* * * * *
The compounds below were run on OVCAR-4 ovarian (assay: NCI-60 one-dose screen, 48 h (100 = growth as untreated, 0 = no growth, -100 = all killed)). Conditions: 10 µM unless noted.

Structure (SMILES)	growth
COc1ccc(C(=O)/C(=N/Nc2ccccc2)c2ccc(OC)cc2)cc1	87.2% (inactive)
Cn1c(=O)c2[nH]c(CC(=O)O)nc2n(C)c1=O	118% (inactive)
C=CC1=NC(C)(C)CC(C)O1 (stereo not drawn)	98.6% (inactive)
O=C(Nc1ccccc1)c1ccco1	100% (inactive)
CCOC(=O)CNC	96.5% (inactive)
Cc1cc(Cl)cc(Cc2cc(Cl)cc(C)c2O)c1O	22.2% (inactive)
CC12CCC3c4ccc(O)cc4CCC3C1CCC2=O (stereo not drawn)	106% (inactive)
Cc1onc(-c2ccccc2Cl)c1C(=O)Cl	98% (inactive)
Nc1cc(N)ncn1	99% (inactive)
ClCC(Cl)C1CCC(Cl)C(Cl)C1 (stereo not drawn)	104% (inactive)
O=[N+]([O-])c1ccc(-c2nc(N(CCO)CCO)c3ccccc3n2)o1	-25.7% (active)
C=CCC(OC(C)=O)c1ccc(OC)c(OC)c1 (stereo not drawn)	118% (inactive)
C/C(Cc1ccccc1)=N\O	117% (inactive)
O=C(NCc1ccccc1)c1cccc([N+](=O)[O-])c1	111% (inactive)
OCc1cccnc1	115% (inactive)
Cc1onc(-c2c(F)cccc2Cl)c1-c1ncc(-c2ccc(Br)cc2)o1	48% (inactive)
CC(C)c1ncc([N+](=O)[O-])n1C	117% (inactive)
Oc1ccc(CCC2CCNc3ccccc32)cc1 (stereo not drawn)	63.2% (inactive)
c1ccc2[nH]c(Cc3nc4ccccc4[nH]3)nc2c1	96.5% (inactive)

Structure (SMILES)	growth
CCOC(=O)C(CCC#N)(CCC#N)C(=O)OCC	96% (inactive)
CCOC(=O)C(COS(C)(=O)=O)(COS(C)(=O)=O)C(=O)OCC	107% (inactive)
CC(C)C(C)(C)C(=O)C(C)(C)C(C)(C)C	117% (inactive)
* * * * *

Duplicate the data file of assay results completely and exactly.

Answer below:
The compounds below were run on OVCAR-4 ovarian (assay: NCI-60 one-dose screen, 48 h (100 = growth as untreated, 0 = no growth, -100 = all killed)). Conditions: 10 µM unless noted.

Structure (SMILES)	growth
COc1ccc(C(=O)/C(=N/Nc2ccccc2)c2ccc(OC)cc2)cc1	87.2% (inactive)
Cn1c(=O)c2[nH]c(CC(=O)O)nc2n(C)c1=O	118% (inactive)
C=CC1=NC(C)(C)CC(C)O1 (stereo not drawn)	98.6% (inactive)
O=C(Nc1ccccc1)c1ccco1	100% (inactive)
CCOC(=O)CNC	96.5% (inactive)
Cc1cc(Cl)cc(Cc2cc(Cl)cc(C)c2O)c1O	22.2% (inactive)
CC12CCC3c4ccc(O)cc4CCC3C1CCC2=O (stereo not drawn)	106% (inactive)
Cc1onc(-c2ccccc2Cl)c1C(=O)Cl	98% (inactive)
Nc1cc(N)ncn1	99% (inactive)
ClCC(Cl)C1CCC(Cl)C(Cl)C1 (stereo not drawn)	104% (inactive)
O=[N+]([O-])c1ccc(-c2nc(N(CCO)CCO)c3ccccc3n2)o1	-25.7% (active)
C=CCC(OC(C)=O)c1ccc(OC)c(OC)c1 (stereo not drawn)	118% (inactive)
C/C(Cc1ccccc1)=N\O	117% (inactive)
O=C(NCc1ccccc1)c1cccc([N+](=O)[O-])c1	111% (inactive)
OCc1cccnc1	115% (inactive)
Cc1onc(-c2c(F)cccc2Cl)c1-c1ncc(-c2ccc(Br)cc2)o1	48% (inactive)
CC(C)c1ncc([N+](=O)[O-])n1C	117% (inactive)
Oc1ccc(CCC2CCNc3ccccc32)cc1 (stereo not drawn)	63.2% (inactive)
c1ccc2[nH]c(Cc3nc4ccccc4[nH]3)nc2c1	96.5% (inactive)

Structure (SMILES)	growth
CCOC(=O)C(CCC#N)(CCC#N)C(=O)OCC	96% (inactive)
CCOC(=O)C(COS(C)(=O)=O)(COS(C)(=O)=O)C(=O)OCC	107% (inactive)
CC(C)C(C)(C)C(=O)C(C)(C)C(C)(C)C	117% (inactive)